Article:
Review: SPARKS is "a game changer."

There are some reviews that have launched people's careers - like Dorothy Parker's review of Harlan Ellison. Or Robert Shelton's review of Bob Dylan. Or the one from 1974 where Jon Landau said "I saw rock and roll future, and its name is Bruce Springsteen." Shelton's review got Dylan a record deal (with Columbia. At age 20). Landau finally got Columbia to pay attention to Bruce instead of just slipping him out and thinking of dropping him (that anyone COULD get dropped after those stunning first two records sort of makes you take pause). And that Ellison could have been thought of as strictly a pulp fiction guy given the quality of his best 1950s/early 60s work is sobering.

I don't think any YA blog has the same pull as Parker, Shelton or Ellison did in their prime, honestly. There's a middle grade blog or two where a rave can make a real difference in your sales, but YA is a different world. In fact, I've been a fairly harsh critic of all those Memes n Drama blogs that focus more on contests than content. And I'm not alone. Honestly, if I repeated the way I'd heard authors, agents, and editors complete the sentence "there are a few great blogs, but...," the scandal would go on for weeks. Authors are known to kiss up to bloggers incessantly in public - I've played that game myself. But believe me, when we meet for lunch or a drink, the conversation is different.

However, there are a few in particular that I really do recommend. Like The Book Lantern, which is known to ruffle some feathers with its criticism of some of the dominant themes in today's YA (it's drama, but it's for a good cause). And there's John Jacobsen's Dreaming in Books , one of the rare male voices in the YA blogosphere, whose reviews are lengthy and articulate. Like Roger Ebert, even when you don't agree with John, you at least get the idea that he knows what he's talking about, and get a sense of whether you might like/dislike a book more than he did (and, incidentally, if you read Ebert's 1 and 4 star reviews, you can skip every "writing craft" book out there - he may be writing about movies, but he'll tell you all you need to know about writing). These are blogs that expect writers to write good books - not just to stick to the trends.

Reviews on these blogs may still not get Columbia to push you so hard that you end of on the cover of TIME and NEWSWEEK in the same week, but they're gratifying as all get out.

So it's REALLY nice to get a good review from him. A REALLY good one. Like Parker on Ellison, Shelton on Dylan, Landau on Springsteen good.  I got reviews that felt like raves from some of the trades on I Kissed a Zombie, and a couple of my others, but you only get a paragraph or two in those things.  As a writer, you always fantasize about people articulating what they like about your book at great length. I'm not going to lie to you. This is a fine ego trip at a time when I can use one. It's reviews like this that make you feel like you're good at your job and ought to keep doing it, no matter what that pesky student loan officer says.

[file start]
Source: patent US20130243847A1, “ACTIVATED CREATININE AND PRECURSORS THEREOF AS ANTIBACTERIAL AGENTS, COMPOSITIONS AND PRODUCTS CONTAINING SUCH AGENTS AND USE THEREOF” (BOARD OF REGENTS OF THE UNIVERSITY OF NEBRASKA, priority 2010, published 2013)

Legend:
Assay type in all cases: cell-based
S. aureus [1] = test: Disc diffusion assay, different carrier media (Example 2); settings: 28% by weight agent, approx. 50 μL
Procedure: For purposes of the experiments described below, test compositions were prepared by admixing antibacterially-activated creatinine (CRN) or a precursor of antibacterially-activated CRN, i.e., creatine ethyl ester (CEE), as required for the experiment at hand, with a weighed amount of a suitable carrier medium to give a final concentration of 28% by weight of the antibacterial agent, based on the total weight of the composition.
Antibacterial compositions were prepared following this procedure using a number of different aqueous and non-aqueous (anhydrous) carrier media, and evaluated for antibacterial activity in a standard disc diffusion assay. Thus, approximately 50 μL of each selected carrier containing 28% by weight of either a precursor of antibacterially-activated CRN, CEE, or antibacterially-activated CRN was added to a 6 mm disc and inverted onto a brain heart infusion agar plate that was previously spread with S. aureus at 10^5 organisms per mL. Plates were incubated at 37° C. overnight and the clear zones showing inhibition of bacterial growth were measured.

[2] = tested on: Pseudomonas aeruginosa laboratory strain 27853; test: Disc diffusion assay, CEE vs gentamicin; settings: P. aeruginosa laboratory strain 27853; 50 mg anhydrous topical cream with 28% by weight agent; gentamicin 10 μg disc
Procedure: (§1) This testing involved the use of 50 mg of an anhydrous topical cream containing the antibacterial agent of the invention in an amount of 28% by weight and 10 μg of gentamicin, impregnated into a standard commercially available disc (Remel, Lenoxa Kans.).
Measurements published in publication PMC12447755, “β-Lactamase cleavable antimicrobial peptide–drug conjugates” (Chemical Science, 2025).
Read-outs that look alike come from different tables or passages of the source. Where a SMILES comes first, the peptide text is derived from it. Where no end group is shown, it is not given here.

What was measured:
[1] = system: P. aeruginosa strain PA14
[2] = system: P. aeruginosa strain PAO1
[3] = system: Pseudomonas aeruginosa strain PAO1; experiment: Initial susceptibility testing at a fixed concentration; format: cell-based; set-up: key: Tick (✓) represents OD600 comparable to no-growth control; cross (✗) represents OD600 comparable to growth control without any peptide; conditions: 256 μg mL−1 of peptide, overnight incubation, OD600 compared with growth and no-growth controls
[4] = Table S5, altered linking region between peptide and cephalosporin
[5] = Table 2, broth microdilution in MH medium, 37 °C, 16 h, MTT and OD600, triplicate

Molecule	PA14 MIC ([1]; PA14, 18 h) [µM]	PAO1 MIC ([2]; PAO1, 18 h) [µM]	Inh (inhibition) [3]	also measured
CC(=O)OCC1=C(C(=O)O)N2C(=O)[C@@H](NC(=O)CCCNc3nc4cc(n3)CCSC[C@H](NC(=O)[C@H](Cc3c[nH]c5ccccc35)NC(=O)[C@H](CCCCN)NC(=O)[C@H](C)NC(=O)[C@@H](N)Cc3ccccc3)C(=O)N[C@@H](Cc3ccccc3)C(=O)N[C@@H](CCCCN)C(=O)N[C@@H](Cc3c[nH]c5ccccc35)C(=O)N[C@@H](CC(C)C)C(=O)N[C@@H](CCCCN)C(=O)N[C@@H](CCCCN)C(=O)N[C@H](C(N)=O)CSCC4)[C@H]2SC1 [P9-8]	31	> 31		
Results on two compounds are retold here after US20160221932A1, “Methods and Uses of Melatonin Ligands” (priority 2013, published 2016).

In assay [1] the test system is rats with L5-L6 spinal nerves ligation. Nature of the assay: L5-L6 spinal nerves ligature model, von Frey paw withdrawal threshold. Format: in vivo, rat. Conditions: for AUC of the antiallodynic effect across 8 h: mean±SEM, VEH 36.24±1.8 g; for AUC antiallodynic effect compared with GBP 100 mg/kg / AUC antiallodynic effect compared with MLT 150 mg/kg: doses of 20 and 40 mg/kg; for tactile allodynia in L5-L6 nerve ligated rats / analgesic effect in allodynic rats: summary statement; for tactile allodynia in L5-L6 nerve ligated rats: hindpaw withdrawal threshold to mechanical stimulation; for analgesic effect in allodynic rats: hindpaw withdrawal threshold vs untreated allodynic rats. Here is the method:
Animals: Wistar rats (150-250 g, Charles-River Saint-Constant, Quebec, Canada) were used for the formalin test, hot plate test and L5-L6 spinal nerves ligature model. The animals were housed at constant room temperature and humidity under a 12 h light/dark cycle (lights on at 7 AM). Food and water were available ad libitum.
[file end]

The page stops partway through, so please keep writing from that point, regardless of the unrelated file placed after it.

Some excerpts:

Every once in a while an LGBTQ book comes out for the YA audience that just strikes me as being a game-changer for my expectations of LGBTQ YA.....Back to my usual schpeel - the writing in Sparks is fabulous.  Truly, truly fabulous.  This is the kind of book that will make hipster YA readers (you know who you are, peeps) and commercial readers equally happy.  The book satisfies on a basic level, but as you can tell from above, there's more here than meets the eye.  Adams writes truly hilarious situations - I laughed many, many times while reading this book - and he has a great balance of satire, regular humor, and seriousness.  He doesn't stay too serious, though, and that's what will make readers fall in love with this book....  This book is more than a journey novel - more than a cross-town road trip.....I just can't say enough about Sparks.  This is a book that is so different from the contemporary and LGBTQ YA out there today.  It's not angsty...eople that want diversity done without a heavy hand; without a stereotyped view.  They will all find something in Sparks.  Go out and buy this book.  I can't recommend it enough."  

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Adam's New Book: Sept 2013